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Recently a Hong Kong property tycoon mentioned to me that real estate is a very local business. Professionals in the building industry need to travel to the construction site to personally carry out the projects, even company executives and owners. Quite often, we think of architecture as international: the world’s tallest towers, global practices, overseas projects, cross-continental collaborations and so on.

But today, localisation impacts design to a significant degree. Eminent architects often insist on using local materials and craftsmanship for their projects. The same thing happens in interior design. Though varying in style and levels of luxury, one thing today’s hoteliers and hospitality brands – and especially boutique hotels – have agreed upon, is that properties in different cities are expected to embrace and reflect the local culture. This has quite often become a crucial point in the design brief. After all, travellers appreciate experiencing the uniqueness of a destination they fly for hours to reach, rather than be greeted by a uniform decor that could appear in any city. It can be achieved through a garden, a roof style, and right down to subtle details.

As a Hong Kong-based publication, Perspective aims to put Hong Kong and Asia’s creative scene under the spotlight and this was how the 40 Under 40 Awards were born. Marking its 12th edition this year, the programme is dedicated to promoting young Hong Kong and Asian talents in the architecture, art and design world. We’re proud to see that many alumni have taken off from Asia to the international stage with tremendous success in their careers. Congratulations to the 2018 winners and we wish you all even more success!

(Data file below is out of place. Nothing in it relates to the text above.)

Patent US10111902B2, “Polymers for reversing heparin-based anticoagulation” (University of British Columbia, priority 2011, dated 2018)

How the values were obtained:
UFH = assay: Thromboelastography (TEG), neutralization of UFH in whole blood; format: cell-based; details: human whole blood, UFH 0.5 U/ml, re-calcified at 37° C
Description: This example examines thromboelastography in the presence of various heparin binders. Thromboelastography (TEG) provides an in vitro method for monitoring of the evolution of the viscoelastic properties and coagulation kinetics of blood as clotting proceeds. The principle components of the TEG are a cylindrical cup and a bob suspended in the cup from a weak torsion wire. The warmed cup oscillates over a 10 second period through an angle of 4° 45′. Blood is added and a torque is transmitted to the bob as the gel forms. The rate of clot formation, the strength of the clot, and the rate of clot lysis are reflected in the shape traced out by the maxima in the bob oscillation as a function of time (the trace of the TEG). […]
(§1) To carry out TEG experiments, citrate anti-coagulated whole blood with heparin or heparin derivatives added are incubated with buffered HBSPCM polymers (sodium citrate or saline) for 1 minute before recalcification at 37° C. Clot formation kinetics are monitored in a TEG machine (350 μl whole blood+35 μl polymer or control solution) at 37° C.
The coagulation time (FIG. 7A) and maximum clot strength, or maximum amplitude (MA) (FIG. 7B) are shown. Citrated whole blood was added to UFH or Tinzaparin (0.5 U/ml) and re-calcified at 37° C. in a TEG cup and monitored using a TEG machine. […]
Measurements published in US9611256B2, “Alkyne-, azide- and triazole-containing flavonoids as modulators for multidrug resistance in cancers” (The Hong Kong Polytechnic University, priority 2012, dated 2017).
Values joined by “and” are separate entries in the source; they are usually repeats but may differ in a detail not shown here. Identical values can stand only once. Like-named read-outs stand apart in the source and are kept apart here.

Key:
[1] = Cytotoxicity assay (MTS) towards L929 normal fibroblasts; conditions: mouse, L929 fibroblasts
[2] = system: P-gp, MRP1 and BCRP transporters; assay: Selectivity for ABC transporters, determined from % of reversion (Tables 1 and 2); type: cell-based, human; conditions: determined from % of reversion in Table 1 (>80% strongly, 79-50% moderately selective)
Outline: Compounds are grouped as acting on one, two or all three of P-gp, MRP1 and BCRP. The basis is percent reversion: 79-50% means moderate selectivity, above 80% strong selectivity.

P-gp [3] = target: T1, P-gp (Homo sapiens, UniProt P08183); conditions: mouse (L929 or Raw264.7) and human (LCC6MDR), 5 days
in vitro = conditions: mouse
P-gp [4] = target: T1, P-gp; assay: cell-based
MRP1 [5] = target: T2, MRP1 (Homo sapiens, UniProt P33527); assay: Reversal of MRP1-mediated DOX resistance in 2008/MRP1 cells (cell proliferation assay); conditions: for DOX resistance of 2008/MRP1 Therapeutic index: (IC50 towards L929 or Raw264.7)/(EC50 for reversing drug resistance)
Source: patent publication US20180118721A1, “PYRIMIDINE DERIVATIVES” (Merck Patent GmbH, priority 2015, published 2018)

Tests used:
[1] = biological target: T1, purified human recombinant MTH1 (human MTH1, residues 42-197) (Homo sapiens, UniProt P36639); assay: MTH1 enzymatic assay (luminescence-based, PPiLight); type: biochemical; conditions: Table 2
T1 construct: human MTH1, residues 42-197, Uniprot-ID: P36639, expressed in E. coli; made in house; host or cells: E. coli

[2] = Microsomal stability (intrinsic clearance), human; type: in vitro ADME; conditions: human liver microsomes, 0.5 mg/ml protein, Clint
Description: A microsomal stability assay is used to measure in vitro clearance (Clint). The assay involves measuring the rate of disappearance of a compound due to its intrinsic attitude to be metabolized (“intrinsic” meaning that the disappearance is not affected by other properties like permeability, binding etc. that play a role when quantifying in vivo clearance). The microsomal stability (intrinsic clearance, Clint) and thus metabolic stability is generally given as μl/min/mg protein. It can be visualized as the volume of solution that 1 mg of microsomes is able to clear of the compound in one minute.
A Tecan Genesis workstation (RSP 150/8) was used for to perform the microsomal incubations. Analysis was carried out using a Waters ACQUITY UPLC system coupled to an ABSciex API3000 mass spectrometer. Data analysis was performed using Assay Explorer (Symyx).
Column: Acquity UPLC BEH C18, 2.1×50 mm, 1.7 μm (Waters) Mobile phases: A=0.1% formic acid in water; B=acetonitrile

Italy plays an important role in this issue. We travelled to Milan to cover the world's largest design fair Milan Design Week. In this issue’s special report, you will find powerful trends, furniture collections from both well-known brands and small design studios, new kitchen and bathroom releases, and installations, not necessarily by traditional design houses. No matter whether you attended this year’s fair or missed the show, we’ve got plenty of inspirations for your next project.

In the conversation with Italian architect Massimiliano Fuksas, one the country’s most celebrated, he opines that architecture is an emotion. The Roman designer’s influence extends worldwide and includes Shenzhen Bao’an International Airport Terminal 3. His designs are widely endorsed by professional peers as well as being Instagram-popular – take this issue’s cover structure the Zenith Music Hall in France, for example. “My final client is humanity – human beings,” he says.

Late last month, the 16th Venice Biennale was held in the floating city, with the theme Freespace. Hong Kong presented a very local exhibition, Vertical Fabric: density in landscape, which featured 100 towers by 100 local and overseas architects. The exhibition showcased the different designers’ approaches and illustrated the density of the city that more than seven million people call home, a local and international place with which we feel familiar, but that is also ever-changing.